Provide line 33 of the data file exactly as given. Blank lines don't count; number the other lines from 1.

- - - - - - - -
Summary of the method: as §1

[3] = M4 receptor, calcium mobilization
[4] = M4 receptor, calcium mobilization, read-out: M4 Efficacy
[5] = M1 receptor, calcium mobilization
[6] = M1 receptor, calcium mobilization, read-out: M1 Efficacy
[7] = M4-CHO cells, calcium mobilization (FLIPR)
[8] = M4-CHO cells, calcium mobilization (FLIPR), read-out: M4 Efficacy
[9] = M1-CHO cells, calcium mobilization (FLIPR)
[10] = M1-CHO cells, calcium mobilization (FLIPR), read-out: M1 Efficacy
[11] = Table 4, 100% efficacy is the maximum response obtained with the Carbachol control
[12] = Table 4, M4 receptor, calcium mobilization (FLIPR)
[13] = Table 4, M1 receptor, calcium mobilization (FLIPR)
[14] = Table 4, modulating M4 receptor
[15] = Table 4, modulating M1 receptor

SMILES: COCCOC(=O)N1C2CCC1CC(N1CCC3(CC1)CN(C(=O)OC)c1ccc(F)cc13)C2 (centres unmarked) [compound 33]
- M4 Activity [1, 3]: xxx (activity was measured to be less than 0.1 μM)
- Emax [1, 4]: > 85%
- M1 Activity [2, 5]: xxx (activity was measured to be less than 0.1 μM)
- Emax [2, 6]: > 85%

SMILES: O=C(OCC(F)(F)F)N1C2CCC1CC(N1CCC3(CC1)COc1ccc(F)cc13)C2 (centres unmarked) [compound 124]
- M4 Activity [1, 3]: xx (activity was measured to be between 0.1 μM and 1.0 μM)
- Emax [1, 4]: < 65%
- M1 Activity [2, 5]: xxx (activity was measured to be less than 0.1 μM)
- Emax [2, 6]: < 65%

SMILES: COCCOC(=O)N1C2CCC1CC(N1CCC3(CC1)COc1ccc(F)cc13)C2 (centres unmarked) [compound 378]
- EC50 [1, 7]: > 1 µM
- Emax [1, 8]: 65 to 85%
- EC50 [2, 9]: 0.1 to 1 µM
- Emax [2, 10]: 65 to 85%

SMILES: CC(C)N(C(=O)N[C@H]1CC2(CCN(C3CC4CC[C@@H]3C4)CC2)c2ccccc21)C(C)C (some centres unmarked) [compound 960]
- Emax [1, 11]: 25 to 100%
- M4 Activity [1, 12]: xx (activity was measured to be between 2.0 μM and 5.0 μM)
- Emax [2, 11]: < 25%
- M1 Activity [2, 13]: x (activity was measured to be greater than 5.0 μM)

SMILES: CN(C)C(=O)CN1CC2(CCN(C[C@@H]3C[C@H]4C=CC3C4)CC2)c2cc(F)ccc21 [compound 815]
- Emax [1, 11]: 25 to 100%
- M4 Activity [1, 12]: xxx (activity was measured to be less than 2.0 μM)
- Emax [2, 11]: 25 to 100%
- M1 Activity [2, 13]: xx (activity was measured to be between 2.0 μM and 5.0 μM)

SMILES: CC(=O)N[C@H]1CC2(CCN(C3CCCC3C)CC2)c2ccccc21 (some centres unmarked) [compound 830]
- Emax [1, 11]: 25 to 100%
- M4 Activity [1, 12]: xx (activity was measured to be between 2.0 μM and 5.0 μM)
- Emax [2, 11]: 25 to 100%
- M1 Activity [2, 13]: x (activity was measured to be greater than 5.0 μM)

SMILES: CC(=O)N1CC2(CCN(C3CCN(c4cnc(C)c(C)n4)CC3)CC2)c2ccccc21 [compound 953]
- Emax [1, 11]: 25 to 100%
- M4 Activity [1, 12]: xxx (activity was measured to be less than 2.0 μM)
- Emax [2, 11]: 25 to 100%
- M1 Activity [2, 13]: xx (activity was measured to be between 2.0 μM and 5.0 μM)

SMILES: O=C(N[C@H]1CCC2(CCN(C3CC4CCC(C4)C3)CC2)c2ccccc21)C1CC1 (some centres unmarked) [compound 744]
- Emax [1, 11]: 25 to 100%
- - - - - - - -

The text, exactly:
- Emax [2, 11]: < 25%